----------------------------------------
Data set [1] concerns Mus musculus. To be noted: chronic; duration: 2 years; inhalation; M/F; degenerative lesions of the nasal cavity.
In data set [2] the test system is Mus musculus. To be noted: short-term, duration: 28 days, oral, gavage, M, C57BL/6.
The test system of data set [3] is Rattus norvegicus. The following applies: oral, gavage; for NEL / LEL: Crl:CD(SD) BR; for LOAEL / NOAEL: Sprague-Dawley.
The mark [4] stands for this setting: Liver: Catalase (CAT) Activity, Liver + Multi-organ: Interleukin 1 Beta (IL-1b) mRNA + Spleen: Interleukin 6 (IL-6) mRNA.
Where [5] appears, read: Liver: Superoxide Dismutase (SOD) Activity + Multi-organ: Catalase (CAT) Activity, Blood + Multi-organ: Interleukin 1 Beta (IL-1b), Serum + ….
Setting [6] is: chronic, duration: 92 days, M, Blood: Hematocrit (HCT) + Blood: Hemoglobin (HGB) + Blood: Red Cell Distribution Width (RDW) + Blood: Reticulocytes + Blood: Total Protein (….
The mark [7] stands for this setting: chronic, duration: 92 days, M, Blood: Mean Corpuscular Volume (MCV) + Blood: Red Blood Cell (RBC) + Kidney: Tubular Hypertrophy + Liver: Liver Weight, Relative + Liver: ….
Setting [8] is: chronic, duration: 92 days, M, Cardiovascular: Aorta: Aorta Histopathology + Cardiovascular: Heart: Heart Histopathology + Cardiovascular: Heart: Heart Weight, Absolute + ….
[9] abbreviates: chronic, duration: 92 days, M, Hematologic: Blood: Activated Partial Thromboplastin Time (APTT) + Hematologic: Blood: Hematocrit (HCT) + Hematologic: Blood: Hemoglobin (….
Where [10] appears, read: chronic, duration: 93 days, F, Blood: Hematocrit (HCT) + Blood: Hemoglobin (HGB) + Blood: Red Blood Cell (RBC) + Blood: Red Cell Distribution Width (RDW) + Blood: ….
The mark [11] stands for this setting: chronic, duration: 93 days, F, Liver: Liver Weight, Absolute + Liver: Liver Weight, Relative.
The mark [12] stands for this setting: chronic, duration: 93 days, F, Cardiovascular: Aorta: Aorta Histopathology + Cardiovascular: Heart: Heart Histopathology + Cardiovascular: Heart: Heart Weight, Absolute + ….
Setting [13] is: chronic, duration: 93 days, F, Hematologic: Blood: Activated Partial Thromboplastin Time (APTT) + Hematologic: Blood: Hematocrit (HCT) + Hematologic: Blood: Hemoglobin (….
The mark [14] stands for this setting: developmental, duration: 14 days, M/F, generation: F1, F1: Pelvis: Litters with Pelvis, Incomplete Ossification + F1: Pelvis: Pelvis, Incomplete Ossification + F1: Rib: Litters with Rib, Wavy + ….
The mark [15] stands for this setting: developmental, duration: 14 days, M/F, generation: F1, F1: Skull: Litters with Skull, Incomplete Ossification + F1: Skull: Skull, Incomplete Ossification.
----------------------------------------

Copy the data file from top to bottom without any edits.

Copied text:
Data set [1] concerns Mus musculus. To be noted: chronic; duration: 2 years; inhalation; M/F; degenerative lesions of the nasal cavity.
In data set [2] the test system is Mus musculus. To be noted: short-term, duration: 28 days, oral, gavage, M, C57BL/6.
The test system of data set [3] is Rattus norvegicus. The following applies: oral, gavage; for NEL / LEL: Crl:CD(SD) BR; for LOAEL / NOAEL: Sprague-Dawley.
The mark [4] stands for this setting: Liver: Catalase (CAT) Activity, Liver + Multi-organ: Interleukin 1 Beta (IL-1b) mRNA + Spleen: Interleukin 6 (IL-6) mRNA.
Where [5] appears, read: Liver: Superoxide Dismutase (SOD) Activity + Multi-organ: Catalase (CAT) Activity, Blood + Multi-organ: Interleukin 1 Beta (IL-1b), Serum + ….
Setting [6] is: chronic, duration: 92 days, M, Blood: Hematocrit (HCT) + Blood: Hemoglobin (HGB) + Blood: Red Cell Distribution Width (RDW) + Blood: Reticulocytes + Blood: Total Protein (….
The mark [7] stands for this setting: chronic, duration: 92 days, M, Blood: Mean Corpuscular Volume (MCV) + Blood: Red Blood Cell (RBC) + Kidney: Tubular Hypertrophy + Liver: Liver Weight, Relative + Liver: ….
Setting [8] is: chronic, duration: 92 days, M, Cardiovascular: Aorta: Aorta Histopathology + Cardiovascular: Heart: Heart Histopathology + Cardiovascular: Heart: Heart Weight, Absolute + ….
[9] abbreviates: chronic, duration: 92 days, M, Hematologic: Blood: Activated Partial Thromboplastin Time (APTT) + Hematologic: Blood: Hematocrit (HCT) + Hematologic: Blood: Hemoglobin (….
Where [10] appears, read: chronic, duration: 93 days, F, Blood: Hematocrit (HCT) + Blood: Hemoglobin (HGB) + Blood: Red Blood Cell (RBC) + Blood: Red Cell Distribution Width (RDW) + Blood: ….
The mark [11] stands for this setting: chronic, duration: 93 days, F, Liver: Liver Weight, Absolute + Liver: Liver Weight, Relative.
The mark [12] stands for this setting: chronic, duration: 93 days, F, Cardiovascular: Aorta: Aorta Histopathology + Cardiovascular: Heart: Heart Histopathology + Cardiovascular: Heart: Heart Weight, Absolute + ….
Setting [13] is: chronic, duration: 93 days, F, Hematologic: Blood: Activated Partial Thromboplastin Time (APTT) + Hematologic: Blood: Hematocrit (HCT) + Hematologic: Blood: Hemoglobin (….
The mark [14] stands for this setting: developmental, duration: 14 days, M/F, generation: F1, F1: Pelvis: Litters with Pelvis, Incomplete Ossification + F1: Pelvis: Pelvis, Incomplete Ossification + F1: Rib: Litters with Rib, Wavy + ….
The mark [15] stands for this setting: developmental, duration: 14 days, M/F, generation: F1, F1: Skull: Litters with Skull, Incomplete Ossification + F1: Skull: Skull, Incomplete Ossification.